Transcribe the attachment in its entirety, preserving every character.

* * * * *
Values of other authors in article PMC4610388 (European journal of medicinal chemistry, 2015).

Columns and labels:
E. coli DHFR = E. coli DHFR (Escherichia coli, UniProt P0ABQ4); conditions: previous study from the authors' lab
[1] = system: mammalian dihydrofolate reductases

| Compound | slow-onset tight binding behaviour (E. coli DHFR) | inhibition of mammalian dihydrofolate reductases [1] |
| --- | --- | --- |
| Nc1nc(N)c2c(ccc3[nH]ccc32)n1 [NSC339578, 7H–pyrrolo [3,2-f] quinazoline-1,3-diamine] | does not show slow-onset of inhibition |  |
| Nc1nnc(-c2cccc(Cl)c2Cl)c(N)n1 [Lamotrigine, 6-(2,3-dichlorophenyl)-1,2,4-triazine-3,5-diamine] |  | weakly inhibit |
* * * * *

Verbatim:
Values of other authors in article PMC4610388 (European journal of medicinal chemistry, 2015).

Columns and labels:
E. coli DHFR = E. coli DHFR (Escherichia coli, UniProt P0ABQ4); conditions: previous study from the authors' lab
[1] = system: mammalian dihydrofolate reductases

| Compound | slow-onset tight binding behaviour (E. coli DHFR) | inhibition of mammalian dihydrofolate reductases [1] |
| --- | --- | --- |
| Nc1nc(N)c2c(ccc3[nH]ccc32)n1 [NSC339578, 7H–pyrrolo [3,2-f] quinazoline-1,3-diamine] | does not show slow-onset of inhibition |  |
| Nc1nnc(-c2cccc(Cl)c2Cl)c(N)n1 [Lamotrigine, 6-(2,3-dichlorophenyl)-1,2,4-triazine-3,5-diamine] |  | weakly inhibit |